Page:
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World Mag > WM Summer 2020 Resilient > From Three Locations, A FAMILY OF FOUR STAYS TOGETHER


For eight weeks, starting in March 2020, I was quarantined in Washington DC. My father has been quarantined for nine weeks in Norway and my mother and sister for eight weeks in Montana.

For eight weeks [at the time of writing], starting in March 2020, I was quarantined in Washington DC. My father has been quarantined for nine weeks in Norway and my mother and sister for eight weeks in Montana.

Two months ago, none of us fully understood or could comprehend what this growing pandemic meant and how greatly it would affect not only us but truly everyone else. Similar to most people living this we went through a period of feeling immune and untouchable. COVID-19 seemed so far, yes incredibly serious, but not close enough.

But then I got sick. I did not have any of the major symptoms health professionals and the media told us to look out for: a fever, trouble  breathing, and a dry cough. I had a minor cough, fatigue for the first two days, and then complete loss of smell and taste. The first couple of days I didn’t get tested because health professionals stated they would not test anyone without a fever. As the days went on, I physically started to feel better, but my taste and smell were still gone.

Two weeks after I first got sick news broke in the United States that loss of smell and taste was a significant symptom (which had been a known symptom in Europe for weeks) within younger adults.

I called my doctor again for what felt like the thousandth time of explaining my symptoms and I was told to immediately come in and get tested. It was supposed to take three to four days for my results to come back and eleven days later they came in negative/ inconclusive.  The doctor said that my coming in over two weeks after my initial symptoms would explain my results but based on my symptoms, she could confidently estimate that I had probably contracted COVID-19 but was now healthy.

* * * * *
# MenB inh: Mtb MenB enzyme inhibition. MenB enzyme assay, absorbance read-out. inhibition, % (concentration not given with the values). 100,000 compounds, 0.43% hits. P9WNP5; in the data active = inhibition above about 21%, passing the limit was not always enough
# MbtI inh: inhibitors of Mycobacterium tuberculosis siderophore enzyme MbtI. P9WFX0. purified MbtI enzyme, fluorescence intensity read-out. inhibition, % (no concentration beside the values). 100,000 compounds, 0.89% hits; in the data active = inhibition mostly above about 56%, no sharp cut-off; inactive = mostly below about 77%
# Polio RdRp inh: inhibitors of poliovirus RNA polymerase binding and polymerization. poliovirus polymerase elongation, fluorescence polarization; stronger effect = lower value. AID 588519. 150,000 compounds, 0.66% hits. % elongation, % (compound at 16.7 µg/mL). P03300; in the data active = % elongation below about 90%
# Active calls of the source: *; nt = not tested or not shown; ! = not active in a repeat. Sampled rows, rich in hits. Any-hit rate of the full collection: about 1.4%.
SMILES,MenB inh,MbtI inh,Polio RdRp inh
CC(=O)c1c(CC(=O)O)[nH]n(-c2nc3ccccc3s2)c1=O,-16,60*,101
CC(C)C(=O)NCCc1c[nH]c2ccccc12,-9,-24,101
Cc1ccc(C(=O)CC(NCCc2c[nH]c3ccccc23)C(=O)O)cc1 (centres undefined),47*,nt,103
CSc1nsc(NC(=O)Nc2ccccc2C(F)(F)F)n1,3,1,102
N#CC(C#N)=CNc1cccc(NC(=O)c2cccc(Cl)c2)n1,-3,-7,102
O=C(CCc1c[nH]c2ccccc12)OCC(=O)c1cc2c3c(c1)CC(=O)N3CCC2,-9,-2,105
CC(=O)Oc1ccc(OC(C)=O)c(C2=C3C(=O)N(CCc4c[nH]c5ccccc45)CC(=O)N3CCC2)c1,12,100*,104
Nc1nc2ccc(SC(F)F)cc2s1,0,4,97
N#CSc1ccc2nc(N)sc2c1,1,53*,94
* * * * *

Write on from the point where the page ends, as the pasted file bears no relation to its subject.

I am grateful and lucky that my situation was not as serious as others, but I was frustrated  because I hadn’t not gone in because I was irresponsible but because I had continuously been advised not to. It taught me the importance of being an advocate for my health. I knew something was not right with my body and had to constantly convince others otherwise.

My dad was in Norway at this time because that was where he was relocated for his job. My mom would usually be with him, but as my sister's university closed for the remainder of the semester, my mom stayed in Montana so my sister was not alone for months on end. We talk everyday through Whatsapp and Facetime, checking in with each other, we like to know what we all have planned for the day, and we send each picture of food we have been cooking and exchanging recipes.

The difference in rules was pretty extreme. In Norway things quickly closed down. Even within the United States though the difference in rules between DC and Montana was large. DC essentially shut down and you could not and still cannot enter any public building without a mask. In  Montana they took it seriously for the first few weeks and then things went back to normal. For example, when I wrote this article, restaurants were still closed in DC but Montana had reopened restaurants to 50% capacity.

My family’s and my resilience was and is still being tested. We talk everyday with the awareness we might go many more months without being able to see each in person. My mom has always referred to us as a nomadic tribe. For over 20 years the four of us moved around the world solely relying on each other. Now for the first time we are spread across the world unclear of what the future holds. We are aware there are families experiencing much stronger heartbreak and struggle and are thankful for those sacrificing themselves every day to help others.

As a whole, humanity has been forced to be resilient. Through my family and friend’s resiliency, optimism has been possible.

Isabella S.



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